Hillary Clinton's campaign has been pushing hard since Wednesday morning for more debates between Clinton and Barack Obama. The Clinton campaign has already accepted five debate invitations, and has been calling for one debate per week over the next month. This could be a sign that the campaign believes its candidate won the first head-to-head debate between Clinton and Obama, as senior advisors implied in a conference call Wednesday; it could also be a reflection of the campaign's bowing to the reality of the upcoming primary and caucus schedule -- the contests between now and March 4 all favor Obama for demographic and logistical reasons.
In a press conference Wednesday, Obama seemed to dismiss the idea of weekly debates out of hand. "I don't think anybody's clamoring for more debates. We've had -- what? -- 18 debates so far," Obama said. "We will -- here's the good news. We will have more debates. We are still trying to sort through our schedule, because it's very important for me to spend time with voters ... And, you know, so what we have to do is to figure out -- to balance, how do we provide enough debates where people can continue to hone in on the differences between the candidates and at the same time not using up so much time preparing for debates where, you know, you've got one a week, or one every four days or something, where it burns up a lot of time that we could be on the ground, in town hall meetings, with voters ... I'm sure we will accept at least one."
That hasn't made the Clinton campaign happy, and it's continuing to put pressure on Obama to agree to more debates. Wednesday morning, campaign manager Patti Solis Doyle released a letter she wrote to David Plouffe, her counterpart in the Obama campaign. She congratulated Plouffe on Obama's victories during Super Tuesday, then wrote, "One of the things I've always appreciated about the Democratic Party is its willingness to engage the toughest issues facing our country, even if we don't always agree on how best to solve them.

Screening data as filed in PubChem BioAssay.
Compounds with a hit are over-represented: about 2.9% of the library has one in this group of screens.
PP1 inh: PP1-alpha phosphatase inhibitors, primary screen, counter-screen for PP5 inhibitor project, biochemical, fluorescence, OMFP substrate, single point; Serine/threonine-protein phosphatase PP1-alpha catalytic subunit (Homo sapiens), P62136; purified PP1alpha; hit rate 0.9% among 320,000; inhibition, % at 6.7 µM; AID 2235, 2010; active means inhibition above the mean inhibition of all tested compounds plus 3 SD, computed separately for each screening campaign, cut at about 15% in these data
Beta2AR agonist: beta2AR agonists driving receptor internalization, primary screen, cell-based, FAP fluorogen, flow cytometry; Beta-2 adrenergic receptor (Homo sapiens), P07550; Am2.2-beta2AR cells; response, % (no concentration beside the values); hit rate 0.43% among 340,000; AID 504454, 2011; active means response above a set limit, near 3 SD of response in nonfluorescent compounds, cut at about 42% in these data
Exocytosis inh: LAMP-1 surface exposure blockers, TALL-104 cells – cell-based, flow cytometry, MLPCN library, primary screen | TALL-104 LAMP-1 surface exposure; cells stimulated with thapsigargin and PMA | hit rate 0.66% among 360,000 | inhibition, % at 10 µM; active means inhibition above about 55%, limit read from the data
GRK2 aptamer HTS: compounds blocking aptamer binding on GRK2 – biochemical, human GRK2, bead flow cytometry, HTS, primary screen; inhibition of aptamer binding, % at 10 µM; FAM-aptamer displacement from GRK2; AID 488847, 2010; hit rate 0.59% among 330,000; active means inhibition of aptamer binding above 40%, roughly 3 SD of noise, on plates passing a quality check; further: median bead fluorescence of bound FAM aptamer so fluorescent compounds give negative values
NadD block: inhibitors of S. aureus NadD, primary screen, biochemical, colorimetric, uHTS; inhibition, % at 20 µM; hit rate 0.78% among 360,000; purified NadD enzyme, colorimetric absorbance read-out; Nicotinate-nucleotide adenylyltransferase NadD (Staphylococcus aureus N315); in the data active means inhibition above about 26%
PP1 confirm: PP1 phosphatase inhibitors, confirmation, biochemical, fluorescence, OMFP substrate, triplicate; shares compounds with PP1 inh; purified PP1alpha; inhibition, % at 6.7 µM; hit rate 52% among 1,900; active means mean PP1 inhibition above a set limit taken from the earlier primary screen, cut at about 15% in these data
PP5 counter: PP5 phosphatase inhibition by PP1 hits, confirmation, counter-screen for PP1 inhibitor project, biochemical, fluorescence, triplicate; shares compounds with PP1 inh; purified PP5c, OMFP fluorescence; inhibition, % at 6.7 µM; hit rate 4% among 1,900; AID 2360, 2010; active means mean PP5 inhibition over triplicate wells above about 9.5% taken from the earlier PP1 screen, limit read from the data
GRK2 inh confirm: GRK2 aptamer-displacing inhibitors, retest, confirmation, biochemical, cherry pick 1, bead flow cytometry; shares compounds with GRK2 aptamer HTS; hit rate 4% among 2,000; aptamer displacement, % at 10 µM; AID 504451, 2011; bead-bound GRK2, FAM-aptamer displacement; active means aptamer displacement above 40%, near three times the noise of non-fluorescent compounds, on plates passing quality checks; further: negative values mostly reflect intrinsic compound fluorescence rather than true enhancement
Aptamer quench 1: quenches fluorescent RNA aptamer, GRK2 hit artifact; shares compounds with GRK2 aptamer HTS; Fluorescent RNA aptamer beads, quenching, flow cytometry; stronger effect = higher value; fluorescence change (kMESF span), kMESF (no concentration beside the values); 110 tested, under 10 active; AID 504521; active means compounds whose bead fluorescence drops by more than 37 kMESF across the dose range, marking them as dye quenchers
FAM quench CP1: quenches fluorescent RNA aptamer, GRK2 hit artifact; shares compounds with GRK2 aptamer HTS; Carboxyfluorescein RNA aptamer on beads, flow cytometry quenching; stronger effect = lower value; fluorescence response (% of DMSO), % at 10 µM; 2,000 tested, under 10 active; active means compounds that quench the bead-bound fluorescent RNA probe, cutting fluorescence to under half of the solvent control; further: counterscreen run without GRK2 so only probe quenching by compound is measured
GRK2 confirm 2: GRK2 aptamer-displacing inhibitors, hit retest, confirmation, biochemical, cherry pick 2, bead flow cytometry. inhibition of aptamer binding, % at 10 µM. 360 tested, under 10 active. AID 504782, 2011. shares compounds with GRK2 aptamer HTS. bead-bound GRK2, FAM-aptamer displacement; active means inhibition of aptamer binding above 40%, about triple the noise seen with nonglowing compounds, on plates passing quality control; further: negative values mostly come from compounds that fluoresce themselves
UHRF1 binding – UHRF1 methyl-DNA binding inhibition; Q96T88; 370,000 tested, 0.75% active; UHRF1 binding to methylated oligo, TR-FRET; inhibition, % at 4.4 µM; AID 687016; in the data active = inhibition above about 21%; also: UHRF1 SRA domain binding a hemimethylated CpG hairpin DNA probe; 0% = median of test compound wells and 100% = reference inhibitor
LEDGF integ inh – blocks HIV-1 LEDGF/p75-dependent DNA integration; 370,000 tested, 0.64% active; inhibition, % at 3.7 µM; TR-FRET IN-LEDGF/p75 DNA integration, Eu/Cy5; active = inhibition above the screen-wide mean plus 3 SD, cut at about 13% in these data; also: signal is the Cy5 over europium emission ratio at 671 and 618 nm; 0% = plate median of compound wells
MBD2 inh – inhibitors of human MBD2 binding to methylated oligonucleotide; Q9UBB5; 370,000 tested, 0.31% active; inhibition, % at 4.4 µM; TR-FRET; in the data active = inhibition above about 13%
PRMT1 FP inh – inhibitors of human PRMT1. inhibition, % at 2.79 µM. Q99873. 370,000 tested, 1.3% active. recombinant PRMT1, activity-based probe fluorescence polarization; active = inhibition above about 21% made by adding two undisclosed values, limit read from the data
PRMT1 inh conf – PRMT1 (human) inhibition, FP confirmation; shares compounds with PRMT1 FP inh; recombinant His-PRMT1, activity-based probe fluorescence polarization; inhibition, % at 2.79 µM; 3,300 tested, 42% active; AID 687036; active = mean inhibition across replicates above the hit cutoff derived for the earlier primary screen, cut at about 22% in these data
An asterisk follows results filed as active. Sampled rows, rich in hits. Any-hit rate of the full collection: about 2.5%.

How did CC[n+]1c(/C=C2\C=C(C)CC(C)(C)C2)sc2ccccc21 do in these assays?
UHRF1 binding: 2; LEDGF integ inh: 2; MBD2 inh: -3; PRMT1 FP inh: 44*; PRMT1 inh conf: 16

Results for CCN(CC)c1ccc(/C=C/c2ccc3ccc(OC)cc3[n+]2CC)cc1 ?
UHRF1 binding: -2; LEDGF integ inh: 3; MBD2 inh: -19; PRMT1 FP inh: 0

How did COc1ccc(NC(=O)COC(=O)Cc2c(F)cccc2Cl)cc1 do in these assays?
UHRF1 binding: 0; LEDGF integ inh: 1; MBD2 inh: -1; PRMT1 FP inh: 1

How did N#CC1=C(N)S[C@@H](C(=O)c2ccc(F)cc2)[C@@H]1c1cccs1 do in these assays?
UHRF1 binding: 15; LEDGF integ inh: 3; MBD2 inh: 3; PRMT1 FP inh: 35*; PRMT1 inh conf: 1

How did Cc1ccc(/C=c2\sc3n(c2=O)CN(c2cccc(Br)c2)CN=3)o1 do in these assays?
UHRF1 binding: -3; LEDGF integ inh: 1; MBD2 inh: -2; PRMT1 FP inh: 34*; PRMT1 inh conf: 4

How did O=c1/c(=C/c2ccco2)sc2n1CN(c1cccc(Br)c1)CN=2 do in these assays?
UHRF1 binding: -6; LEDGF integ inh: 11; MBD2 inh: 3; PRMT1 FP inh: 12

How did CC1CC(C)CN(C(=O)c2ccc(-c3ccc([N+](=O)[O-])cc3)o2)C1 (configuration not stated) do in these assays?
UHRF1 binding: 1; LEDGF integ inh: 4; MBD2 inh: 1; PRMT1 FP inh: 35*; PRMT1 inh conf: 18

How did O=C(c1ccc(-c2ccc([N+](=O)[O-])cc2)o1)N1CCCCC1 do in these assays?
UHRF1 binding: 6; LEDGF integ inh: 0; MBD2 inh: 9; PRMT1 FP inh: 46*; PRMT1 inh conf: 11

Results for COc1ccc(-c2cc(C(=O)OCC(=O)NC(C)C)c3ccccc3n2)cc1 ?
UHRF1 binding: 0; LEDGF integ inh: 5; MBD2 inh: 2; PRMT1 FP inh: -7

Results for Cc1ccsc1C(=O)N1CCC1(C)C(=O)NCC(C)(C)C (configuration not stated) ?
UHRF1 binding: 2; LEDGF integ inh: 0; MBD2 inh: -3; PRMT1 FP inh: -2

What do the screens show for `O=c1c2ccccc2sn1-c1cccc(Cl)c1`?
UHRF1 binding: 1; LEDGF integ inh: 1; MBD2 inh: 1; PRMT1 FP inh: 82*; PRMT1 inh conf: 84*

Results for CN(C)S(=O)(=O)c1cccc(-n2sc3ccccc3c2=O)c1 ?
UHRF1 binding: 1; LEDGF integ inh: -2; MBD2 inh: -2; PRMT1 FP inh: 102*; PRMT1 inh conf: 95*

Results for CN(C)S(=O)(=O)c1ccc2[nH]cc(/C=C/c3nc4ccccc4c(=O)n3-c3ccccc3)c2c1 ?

"After seven years of a Bush administration that has left the economy struggling and our health care system in crisis, Americans are certainly facing their fair share of challenges and deserve to hear how the candidates for the nomination will address them.
"As such, I was disappointed to see that Senator Obama rejected the idea of having more debates given the fact that he and Senator Clinton have had only a single one-on-one debate. I think we can do better and so does Hillary.
"Senator Clinton believes voters should have more than one opportunity to see the candidates discuss the issues and has accepted five debates between now and March 4th from CNN, MSNBC, WJLA, ABC and Fox News.
"To that end, we hope Senator Obama will join Senator Clinton for a debate a week beginning this weekend. I'm sure we can find a suitable place to meet on the campaign trail. There's too much at stake and the issues facing the country are too grave to deny voters the opportunity to see the candidates up close.
"As Senator Obama has said, 'In an era when Americans are rightfully skeptical about the quality of our politics, let us set an example [they] can be proud of and give them the kind of campaign they deserve.' We couldn't agree more."